What Should Your Real Estate Agent Do for You?

Whether you’re buying or selling a house, remember that the real estate agent you hire is there to negotiate for you

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Whether you’re buying or selling a house, remember that the real estate agent you hire is there to negotiate for you, says Antoine Thompson, national executive director of the National Association of Real Estate Brokers. When challenges arise, “you want to have a good advo- cate working on your behalf.”

Here are some services you should expect:

When you sell

Setting a fair price, and boosting value. Your agent should bring a deep understanding of the local market, including current economic conditions and new developments that could affect values, to help you set a reasonable price, Thompson says. The agent should also have a keen eye for modest improvements (say, a new coat of paint in a popular color) that could significantly improve your home’s appeal to buyers, he adds.

A marketing strategy. There should be a clear plan in place for publicizing your home, from professional photography and staging (setting up your house for showing) to getting the word out via social media and multiple websites, says Vicky Scarnuley, a licensed real estate agent in Trumbull, Connecticut. “They should help you evaluate offers and negotiate the best price,” and help arrange ancillary 
services such as attorneys, title services and even moving companies.

An open house. Open houses take time and money to arrange, and not all agents offer them, especially for mid- to lower- priced homes. Even so, “I encourage sellers to ask their agents to do open houses,” Thompson says. “That gets traffic into the property, which reduces the amount of time it might be on the market.”

When you buy

A price advocate. Your real estate agent should help you understand current market conditions for your area and the type of home you’re interested in, and whether specific properties that catch your eye are priced fairly, Scarnuley says.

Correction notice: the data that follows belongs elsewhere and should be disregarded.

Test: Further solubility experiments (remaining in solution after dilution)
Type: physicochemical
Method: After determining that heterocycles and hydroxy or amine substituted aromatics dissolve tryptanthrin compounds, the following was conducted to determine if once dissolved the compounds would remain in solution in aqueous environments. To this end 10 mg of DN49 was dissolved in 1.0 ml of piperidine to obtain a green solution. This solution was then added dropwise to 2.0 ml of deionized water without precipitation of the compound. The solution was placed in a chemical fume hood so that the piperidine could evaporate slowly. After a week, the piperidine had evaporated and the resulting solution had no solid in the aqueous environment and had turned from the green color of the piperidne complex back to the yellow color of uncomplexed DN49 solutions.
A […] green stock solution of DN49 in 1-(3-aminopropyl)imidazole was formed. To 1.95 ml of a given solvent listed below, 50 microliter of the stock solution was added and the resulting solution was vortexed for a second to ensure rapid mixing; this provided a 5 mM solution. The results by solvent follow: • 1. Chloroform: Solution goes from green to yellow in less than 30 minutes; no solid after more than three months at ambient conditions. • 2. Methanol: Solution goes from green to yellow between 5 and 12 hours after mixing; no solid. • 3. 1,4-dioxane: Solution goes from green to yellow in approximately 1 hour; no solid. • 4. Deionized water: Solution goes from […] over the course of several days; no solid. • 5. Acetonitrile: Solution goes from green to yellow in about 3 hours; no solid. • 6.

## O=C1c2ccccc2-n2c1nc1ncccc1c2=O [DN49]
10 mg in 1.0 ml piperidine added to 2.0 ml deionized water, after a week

Help with inspections. Your agent should recommend qualified inspectors to thoroughly examine any home you’re thinking of buying. “They should attend every inspection and be with the buyer every step of the way,” Scarnuley says.

Negotiating fixes. If the inspection reveals flaws, particularly safety or health risks such as structural problems, mold, septic, or asbestos issues, or water damage, a buyer’s agent “should have the client’s best interest in mind,” Scarnuley notes. That should include negotiating with the seller to ensure problems are fixed before you move in.

Shop around

Real estate is a relationship business, so interview potential agents. In addition to their experience and knowledge, consider whether you enjoy spending time with them. “You’ll be working together through what can be a lengthy and stressful process,” Scarnuley says. “If the personalities aren’t a good match, you should be able to find a better fit with someone else.”

Next, check out: 18 Signs You’re About to Hire the Wrong Real Estate Agent

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